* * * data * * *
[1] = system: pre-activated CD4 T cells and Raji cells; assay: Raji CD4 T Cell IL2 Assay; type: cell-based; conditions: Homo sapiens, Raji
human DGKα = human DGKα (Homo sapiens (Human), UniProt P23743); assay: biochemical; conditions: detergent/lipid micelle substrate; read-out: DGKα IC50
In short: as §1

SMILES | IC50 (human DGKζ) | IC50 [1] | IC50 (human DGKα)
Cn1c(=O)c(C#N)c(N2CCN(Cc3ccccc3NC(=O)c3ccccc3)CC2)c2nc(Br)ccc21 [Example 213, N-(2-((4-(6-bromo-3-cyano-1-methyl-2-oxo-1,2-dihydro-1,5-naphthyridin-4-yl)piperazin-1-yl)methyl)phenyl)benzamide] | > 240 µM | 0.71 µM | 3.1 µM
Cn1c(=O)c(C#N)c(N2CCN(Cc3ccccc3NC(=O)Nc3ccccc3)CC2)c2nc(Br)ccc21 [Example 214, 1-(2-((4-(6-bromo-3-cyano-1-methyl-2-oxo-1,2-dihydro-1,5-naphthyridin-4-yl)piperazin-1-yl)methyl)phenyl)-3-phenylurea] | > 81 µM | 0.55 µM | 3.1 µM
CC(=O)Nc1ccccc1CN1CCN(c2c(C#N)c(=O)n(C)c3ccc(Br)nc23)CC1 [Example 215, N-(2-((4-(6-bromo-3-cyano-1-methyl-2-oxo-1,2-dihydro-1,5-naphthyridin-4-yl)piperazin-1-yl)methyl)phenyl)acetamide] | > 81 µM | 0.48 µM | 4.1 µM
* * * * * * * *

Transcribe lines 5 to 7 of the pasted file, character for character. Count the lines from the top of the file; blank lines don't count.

Cn1c(=O)c(C#N)c(N2CCN(Cc3ccccc3NC(=O)c3ccccc3)CC2)c2nc(Br)ccc21 [Example 213, N-(2-((4-(6-bromo-3-cyano-1-methyl-2-oxo-1,2-dihydro-1,5-naphthyridin-4-yl)piperazin-1-yl)methyl)phenyl)benzamide] | > 240 µM | 0.71 µM | 3.1 µM
Cn1c(=O)c(C#N)c(N2CCN(Cc3ccccc3NC(=O)Nc3ccccc3)CC2)c2nc(Br)ccc21 [Example 214, 1-(2-((4-(6-bromo-3-cyano-1-methyl-2-oxo-1,2-dihydro-1,5-naphthyridin-4-yl)piperazin-1-yl)methyl)phenyl)-3-phenylurea] | > 81 µM | 0.55 µM | 3.1 µM
CC(=O)Nc1ccccc1CN1CCN(c2c(C#N)c(=O)n(C)c3ccc(Br)nc23)CC1 [Example 215, N-(2-((4-(6-bromo-3-cyano-1-methyl-2-oxo-1,2-dihydro-1,5-naphthyridin-4-yl)piperazin-1-yl)methyl)phenyl)acetamide] | > 81 µM | 0.48 µM | 4.1 µM